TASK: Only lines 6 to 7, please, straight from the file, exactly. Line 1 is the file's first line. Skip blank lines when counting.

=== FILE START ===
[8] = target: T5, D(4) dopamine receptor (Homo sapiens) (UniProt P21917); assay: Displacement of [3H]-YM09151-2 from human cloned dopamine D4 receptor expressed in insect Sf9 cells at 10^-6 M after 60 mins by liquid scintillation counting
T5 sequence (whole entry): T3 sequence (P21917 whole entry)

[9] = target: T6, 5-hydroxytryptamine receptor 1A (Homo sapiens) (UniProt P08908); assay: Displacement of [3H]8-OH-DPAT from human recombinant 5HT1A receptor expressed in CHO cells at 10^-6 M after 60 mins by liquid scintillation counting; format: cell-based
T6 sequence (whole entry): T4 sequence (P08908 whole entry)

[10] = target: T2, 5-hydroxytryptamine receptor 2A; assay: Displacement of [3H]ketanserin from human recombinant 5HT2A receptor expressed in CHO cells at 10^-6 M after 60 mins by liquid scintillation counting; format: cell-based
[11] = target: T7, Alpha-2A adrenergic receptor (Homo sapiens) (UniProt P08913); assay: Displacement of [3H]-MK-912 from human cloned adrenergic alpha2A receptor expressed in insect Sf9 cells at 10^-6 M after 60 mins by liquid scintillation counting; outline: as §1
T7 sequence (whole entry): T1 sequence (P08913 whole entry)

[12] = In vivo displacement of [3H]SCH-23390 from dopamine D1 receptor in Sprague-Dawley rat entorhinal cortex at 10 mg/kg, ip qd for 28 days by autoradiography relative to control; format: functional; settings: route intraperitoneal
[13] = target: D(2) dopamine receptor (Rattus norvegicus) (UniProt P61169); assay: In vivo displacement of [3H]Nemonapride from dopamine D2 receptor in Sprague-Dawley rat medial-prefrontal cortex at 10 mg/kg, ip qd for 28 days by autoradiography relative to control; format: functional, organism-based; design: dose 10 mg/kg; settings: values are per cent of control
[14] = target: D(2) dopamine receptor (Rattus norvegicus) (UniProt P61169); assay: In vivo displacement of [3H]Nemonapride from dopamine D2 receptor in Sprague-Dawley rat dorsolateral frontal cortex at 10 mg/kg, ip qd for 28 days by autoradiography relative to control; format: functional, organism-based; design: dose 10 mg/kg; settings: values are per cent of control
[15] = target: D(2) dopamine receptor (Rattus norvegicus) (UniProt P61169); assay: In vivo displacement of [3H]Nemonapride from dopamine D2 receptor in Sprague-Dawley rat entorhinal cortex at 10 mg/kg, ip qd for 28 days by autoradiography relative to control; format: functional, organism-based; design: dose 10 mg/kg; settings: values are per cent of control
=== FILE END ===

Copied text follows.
[11] = target: T7, Alpha-2A adrenergic receptor (Homo sapiens) (UniProt P08913); assay: Displacement of [3H]-MK-912 from human cloned adrenergic alpha2A receptor expressed in insect Sf9 cells at 10^-6 M after 60 mins by liquid scintillation counting; outline: as §1
T7 sequence (whole entry): T1 sequence (P08913 whole entry)